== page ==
Biden Down Payment Help
The Biden administration has a plan for first-time home buyer’s so they are able to afford a house: $15,000 to apply toward a down payment. First-timers might favor that proposed solution. However, it almost surely would drive house prices even higher.
The proposed First Down Payment Tax Credit is one of many housing-related proposals that Biden campaigned on. The administration has plans to help renters, address racial inequities and encourage energy efficiency. Let’s look at three campaign platform proposals that the new administration might try to implement.
Down payment assistance
For people who want to stop renting and start buying, the administration’s centerpiece plan is the First Down Payment Tax Credit. It would give qualified buyers up to $15,000 that could go toward the down payment. The money would be advanced to buyers at closing, that way they would not have to wait until filing their tax returns before collecting.
Coming up with a down payment is very hard for many would-be first-time buyers. Not having enough saved for a down payment is the main hindrance to homeownership. Low income is another challenge to owning a home.
A tax credit to supplement down payments could help those particular home buyers who don’t have enough money for the down payment and closing costs.
Housing prices increasing
The First Down Payment Tax Credit could accelerate home price growth — and prices already are skyrocketing.
There also aren’t enough homes for sale to meet the buyer demand. The tax credit would increase the number of hopeful home shoppers. Without an increase in the number of homes for sale, the result could be even faster price growth.
With supply being so low, sellers take advantage of their negotiating power over buyers. November’s median home price of $310,800 was 14.6% higher than the median price 12 months earlier.
This is not 2008
Biden’s proposed tax credit is modeled on a home buyer tax break that was in effect back in April 2008 through April 2010. It was intended to hoist the real estate industry out of the Great Recession by incentivizing people to buy homes. That tax credit addressed problems that were the opposite of those that exist today.
In the first quarter of 2008, home prices were falling, and today they’re rising. There was an 11.2-month supply of homes for sale in 2008, nearly five times the figure in November 2020.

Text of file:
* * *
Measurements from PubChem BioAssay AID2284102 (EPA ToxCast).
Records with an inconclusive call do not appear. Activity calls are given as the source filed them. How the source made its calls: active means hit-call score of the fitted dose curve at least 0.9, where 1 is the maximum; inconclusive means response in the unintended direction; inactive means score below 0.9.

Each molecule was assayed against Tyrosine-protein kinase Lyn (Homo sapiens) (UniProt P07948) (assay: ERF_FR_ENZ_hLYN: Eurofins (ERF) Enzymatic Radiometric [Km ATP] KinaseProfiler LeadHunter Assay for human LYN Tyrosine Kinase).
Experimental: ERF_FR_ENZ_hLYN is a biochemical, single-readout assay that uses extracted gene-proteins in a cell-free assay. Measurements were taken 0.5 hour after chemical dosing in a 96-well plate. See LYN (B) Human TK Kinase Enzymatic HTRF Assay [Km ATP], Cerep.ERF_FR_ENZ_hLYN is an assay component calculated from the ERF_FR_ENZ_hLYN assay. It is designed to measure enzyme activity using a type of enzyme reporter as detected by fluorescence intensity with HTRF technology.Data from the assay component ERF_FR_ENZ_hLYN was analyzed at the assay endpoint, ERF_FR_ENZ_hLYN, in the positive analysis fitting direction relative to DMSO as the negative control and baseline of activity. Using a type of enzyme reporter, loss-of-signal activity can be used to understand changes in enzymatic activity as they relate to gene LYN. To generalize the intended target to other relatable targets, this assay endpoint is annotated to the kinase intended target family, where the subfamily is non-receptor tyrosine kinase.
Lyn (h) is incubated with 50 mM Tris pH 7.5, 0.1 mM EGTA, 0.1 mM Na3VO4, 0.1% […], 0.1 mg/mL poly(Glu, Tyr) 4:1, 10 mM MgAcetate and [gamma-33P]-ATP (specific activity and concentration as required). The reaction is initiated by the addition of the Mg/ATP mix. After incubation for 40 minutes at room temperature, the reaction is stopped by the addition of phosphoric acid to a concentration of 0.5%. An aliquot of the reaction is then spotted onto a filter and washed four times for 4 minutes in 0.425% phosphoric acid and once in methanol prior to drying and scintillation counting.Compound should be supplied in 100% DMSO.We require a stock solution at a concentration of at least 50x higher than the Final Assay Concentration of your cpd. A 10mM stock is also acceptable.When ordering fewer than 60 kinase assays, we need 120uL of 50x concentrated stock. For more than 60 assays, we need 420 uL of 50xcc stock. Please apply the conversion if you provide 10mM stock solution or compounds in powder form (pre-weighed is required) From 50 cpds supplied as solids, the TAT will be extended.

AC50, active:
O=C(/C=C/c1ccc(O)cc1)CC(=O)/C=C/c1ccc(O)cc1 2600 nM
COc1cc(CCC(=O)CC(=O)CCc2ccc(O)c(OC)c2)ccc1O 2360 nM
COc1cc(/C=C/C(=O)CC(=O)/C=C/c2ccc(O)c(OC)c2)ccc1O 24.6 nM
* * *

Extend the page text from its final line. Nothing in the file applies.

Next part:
Biden’s proposed tax credit would benefit people who can qualify for a loan based on their credit scores and debt-to-income ratios, and could use another $15,000 to put towards their down payment.
The Bush- and Obama-era tax credit bolstered homebuying when it needed a boost. However today, home buying is strong, and the nation needs more homes to be built.
Add and improve housing stock
Biden’s campaign platform calls for housing construction. These details are to be worked out. One goal is to construct 1.5 million homes and public housing units over 10 years with an emphasis on providing homes for people with low incomes.
The plan calls for establishing a $100 billion affordable-housing fund, which would pay to build and rehabilitate housing, and to make existing homes more energy-efficient. Some of the money would be allocated to communities that “encourage more affordable housing” by eliminating exclusionary zoning policies that contribute to sprawl and have been used “to keep people of color and low-income families out of certain communities.”
“Exclusionary zoning” is a term that has long been used in affordable-housing circles and that might hit the mainstream during the Biden era. It refers to land-use policies that restrict high-density or low-cost housing by requiring large lot sizes or banning multifamily housing. The Biden plan calls for using fair-housing regulations and federal dollars to give local governments incentives to revise zoning.
Many of Biden’s affordable-housing proposals are designed to help renters. The most far-reaching of these would be an expansion of Section 8 rental assistance. Because of funding shortfalls, only about 1 in 4 eligible households receive federal rental assistance, according to the Center on Budget and Policy Priorities. Biden’s plan calls for increasing the funding to give Section 8 housing vouchers to everyone who is eligible.
All of these proposals would take time to implement. The most important thing is to handle the crisis of back rent that’s owed due to the pandemic. According to the National Council of State Housing Agencies, at least $25 billion in back rent was owed as of January 2021.